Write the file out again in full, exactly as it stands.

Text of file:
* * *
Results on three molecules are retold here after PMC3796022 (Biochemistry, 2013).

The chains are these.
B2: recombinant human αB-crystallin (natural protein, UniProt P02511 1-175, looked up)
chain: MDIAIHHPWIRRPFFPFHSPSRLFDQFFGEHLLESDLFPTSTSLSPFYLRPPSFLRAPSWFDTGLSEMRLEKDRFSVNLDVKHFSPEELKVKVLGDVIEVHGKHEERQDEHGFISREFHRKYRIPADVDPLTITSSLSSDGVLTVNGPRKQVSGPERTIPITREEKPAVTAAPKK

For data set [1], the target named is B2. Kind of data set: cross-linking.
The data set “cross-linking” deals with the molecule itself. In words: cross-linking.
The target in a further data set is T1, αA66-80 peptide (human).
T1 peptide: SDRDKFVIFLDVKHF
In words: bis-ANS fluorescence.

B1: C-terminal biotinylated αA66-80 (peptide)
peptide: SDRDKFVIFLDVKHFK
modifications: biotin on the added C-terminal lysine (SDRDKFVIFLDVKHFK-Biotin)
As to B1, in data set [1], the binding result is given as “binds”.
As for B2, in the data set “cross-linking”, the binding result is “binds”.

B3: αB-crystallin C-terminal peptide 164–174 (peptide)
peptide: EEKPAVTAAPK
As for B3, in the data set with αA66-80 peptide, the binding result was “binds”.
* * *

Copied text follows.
Results on three molecules are retold here after PMC3796022 (Biochemistry, 2013).

The chains are these.
B2: recombinant human αB-crystallin (natural protein, UniProt P02511 1-175, looked up)
chain: MDIAIHHPWIRRPFFPFHSPSRLFDQFFGEHLLESDLFPTSTSLSPFYLRPPSFLRAPSWFDTGLSEMRLEKDRFSVNLDVKHFSPEELKVKVLGDVIEVHGKHEERQDEHGFISREFHRKYRIPADVDPLTITSSLSSDGVLTVNGPRKQVSGPERTIPITREEKPAVTAAPKK

For data set [1], the target named is B2. Kind of data set: cross-linking.
The data set “cross-linking” deals with the molecule itself. In words: cross-linking.
The target in a further data set is T1, αA66-80 peptide (human).
T1 peptide: SDRDKFVIFLDVKHF
In words: bis-ANS fluorescence.

B1: C-terminal biotinylated αA66-80 (peptide)
peptide: SDRDKFVIFLDVKHFK
modifications: biotin on the added C-terminal lysine (SDRDKFVIFLDVKHFK-Biotin)
As to B1, in data set [1], the binding result is given as “binds”.
As for B2, in the data set “cross-linking”, the binding result is “binds”.

B3: αB-crystallin C-terminal peptide 164–174 (peptide)
peptide: EEKPAVTAAPK
As for B3, in the data set with αA66-80 peptide, the binding result was “binds”.